[Dr. Muneeb Shah] That's a good question. So if you look at the backs of the bottles it usually says use once or twice a week. We tell people to use it every day, at least initially, to get these things under control. So there's really no downside, other than these shampoos tend to have stronger surfactants in them that can be a little disruptive to the skin barrier, and they also tend to have fragrances in them that can be a little bit... So you don't want to use it as your daily face wash, just because it can be a little bit irritating to use these things every day. Not necessarily the ingredient ketoconazole, because ketoconazole actually has profound anti-inflammatory properties. In fact, it actually has benefit in hair growth as well because it has antiandrogen properties. So it really is an ingredient that's relatively safe.

Now taking an oral antifungal by mouth for a long extended period of time could definitely have some downs sides. The other thing is, and this is hard to quantify, would you become resistant to that antifungal with time? And that's something you'd have to consider is if we're using ketoconazole every day, is the malassezia on your skin eventually going to develop a resistance to it? And then you're going to have really bad, overwhelming yeast growth, and that's hard to know. And we don't see that very often, ketoconazole resistant malassezia, but it could happen. And that's why it's always good, even with dandruff to rotate your treatments for them. So you go from using ketoconazole as a treatment, and then you rotate to something like say zinc pyrithione, and then you go back to the ketoconazole, that way you're kind of tricking the yeast organism so that it never really catches onto your scheme.

[Amy Gordinier] So cool. I hadn't heard that before, but it makes so much sense. I didn't realize that fungi could become resistant in the same way that bacteria can become resistant. So you talked a little bit about, in the beginning of the show, about the fact that maybe fungal acne is underdiagnosed. Can you talk a little bit about kind of why you think that maybe it's more prevalent than is currently the data?

[Dr. Muneeb Shah] Well, I think one, we use more antibiotics for acne, we tend to get overgrowth of this malassezia organism. And so I think some of our treatments of acne could be exacerbating this. But I think the reason why it's probably underdiagnosed is, I don't know if you've ever... There's a couple sayings that we have in medicine, like one, to hammer everything as a nail, right? So if you always think something is going to be acne vulgaris, you're not often thinking about what else it could be. And the other thing is, there was a saying in radiology, and I wish it would spread throughout medicine, but it's basically that you look for what you know, and you see what you look for. So if you are aware of a condition, you're going to see it a lot more often. And then the third saying goes, if you're not seeing it, it's seeing you.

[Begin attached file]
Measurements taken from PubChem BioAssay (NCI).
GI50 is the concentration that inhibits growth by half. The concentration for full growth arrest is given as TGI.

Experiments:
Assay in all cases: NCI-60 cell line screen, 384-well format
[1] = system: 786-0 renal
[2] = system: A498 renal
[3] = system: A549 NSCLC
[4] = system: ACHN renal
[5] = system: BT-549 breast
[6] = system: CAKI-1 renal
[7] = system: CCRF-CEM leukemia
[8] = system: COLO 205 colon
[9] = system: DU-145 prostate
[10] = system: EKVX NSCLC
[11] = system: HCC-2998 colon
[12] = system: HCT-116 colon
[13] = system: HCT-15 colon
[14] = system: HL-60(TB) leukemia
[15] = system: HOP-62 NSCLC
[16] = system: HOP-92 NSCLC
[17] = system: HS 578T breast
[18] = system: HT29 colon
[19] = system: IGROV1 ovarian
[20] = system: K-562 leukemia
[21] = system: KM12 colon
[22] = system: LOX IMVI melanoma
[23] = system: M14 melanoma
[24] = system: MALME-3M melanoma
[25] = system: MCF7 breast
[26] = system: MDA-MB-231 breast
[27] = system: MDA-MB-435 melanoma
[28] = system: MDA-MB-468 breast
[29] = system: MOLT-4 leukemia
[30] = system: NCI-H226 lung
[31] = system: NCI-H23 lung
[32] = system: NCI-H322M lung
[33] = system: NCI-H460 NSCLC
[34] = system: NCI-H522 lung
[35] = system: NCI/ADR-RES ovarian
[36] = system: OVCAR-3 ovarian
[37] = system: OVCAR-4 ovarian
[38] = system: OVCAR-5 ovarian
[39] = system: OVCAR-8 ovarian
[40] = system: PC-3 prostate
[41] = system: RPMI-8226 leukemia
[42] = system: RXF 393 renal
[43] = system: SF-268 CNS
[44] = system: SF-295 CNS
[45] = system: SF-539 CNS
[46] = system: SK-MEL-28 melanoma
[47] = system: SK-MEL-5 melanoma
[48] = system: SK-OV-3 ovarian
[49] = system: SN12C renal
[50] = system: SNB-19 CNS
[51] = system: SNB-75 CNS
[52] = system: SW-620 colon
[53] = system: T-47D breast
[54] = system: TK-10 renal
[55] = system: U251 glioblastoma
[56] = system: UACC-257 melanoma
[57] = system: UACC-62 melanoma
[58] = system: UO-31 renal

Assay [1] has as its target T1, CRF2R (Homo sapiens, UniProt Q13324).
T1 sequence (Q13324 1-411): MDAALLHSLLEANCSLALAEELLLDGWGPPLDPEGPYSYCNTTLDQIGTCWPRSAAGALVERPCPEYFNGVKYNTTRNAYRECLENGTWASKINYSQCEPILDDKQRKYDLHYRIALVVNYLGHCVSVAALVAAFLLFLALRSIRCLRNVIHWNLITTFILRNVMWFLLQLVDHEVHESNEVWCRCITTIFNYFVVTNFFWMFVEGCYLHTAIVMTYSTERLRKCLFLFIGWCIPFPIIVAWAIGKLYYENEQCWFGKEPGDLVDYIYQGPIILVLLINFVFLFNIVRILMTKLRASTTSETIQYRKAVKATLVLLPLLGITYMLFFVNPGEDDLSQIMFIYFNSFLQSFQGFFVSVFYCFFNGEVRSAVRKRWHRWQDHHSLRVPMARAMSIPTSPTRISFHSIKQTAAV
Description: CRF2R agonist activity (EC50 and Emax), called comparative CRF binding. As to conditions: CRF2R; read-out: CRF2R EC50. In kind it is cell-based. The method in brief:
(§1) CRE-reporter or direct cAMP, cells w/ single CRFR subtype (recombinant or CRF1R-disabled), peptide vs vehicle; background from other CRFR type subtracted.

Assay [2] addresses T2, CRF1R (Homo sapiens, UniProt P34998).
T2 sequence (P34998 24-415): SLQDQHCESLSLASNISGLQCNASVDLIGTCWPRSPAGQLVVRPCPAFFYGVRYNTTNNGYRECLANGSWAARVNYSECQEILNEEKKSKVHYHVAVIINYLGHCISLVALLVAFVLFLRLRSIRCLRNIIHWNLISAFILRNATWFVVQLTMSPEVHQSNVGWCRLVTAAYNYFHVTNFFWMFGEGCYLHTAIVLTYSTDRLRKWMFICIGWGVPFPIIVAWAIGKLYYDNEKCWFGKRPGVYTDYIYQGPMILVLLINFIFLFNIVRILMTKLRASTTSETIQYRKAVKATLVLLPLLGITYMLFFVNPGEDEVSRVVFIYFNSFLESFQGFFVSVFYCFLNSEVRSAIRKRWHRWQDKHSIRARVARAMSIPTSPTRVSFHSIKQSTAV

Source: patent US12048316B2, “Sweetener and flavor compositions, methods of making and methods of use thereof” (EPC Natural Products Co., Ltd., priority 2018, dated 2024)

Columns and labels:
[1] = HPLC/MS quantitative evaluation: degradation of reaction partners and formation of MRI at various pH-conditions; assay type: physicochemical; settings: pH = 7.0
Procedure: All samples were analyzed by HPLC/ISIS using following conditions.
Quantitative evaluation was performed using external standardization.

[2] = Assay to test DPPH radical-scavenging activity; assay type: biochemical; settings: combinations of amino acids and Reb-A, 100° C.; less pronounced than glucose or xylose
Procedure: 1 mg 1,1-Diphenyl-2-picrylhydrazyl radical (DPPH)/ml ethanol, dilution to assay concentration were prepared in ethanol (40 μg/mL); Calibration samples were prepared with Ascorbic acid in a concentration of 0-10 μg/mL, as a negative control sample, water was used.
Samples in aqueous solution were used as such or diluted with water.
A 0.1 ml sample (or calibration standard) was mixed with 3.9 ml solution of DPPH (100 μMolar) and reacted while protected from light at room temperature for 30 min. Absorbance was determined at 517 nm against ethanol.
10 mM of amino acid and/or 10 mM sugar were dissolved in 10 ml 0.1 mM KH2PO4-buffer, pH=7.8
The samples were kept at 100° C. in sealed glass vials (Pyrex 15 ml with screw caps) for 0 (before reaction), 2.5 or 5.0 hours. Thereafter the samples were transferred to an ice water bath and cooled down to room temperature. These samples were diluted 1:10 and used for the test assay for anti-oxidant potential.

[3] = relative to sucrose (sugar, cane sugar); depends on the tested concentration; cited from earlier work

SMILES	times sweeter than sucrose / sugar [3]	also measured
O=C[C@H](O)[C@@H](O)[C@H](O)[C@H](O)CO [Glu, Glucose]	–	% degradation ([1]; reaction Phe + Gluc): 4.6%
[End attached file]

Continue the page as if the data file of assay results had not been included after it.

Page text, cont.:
So there's these sort of anecdotes in medicine that you really need to be looking for "the zebras", even though it's not going to most likely be a zebra, it's most likely always going to be acne vulgaris, but at least it needs to always be on your mind that it could be fungal acne. And so I think the more that it's actually spread on social media, I think people are looking, more dermatologists are like, "Okay, maybe I need to be considering this higher on my differential." Especially in climates that are a little bit warmer. South, we tend to see a lot more of it and we have a higher suspicion of it. Where in the north, they don't see it as often, so they have a lower suspicion for it. And so I think, most likely it's going to acne vulgaris, but all the papers point towards the fact that it is quite underdiagnosed and it definitely should be on the differential for anybody who's providing dermatology care as an alternative diagnosis to regular acne.

[Amy Gordinier] Do you see instances where a patient has both? Where they live together in harmony or disharmony, dysbiosis, acne vulgaris and malassezia together? Is that something you see?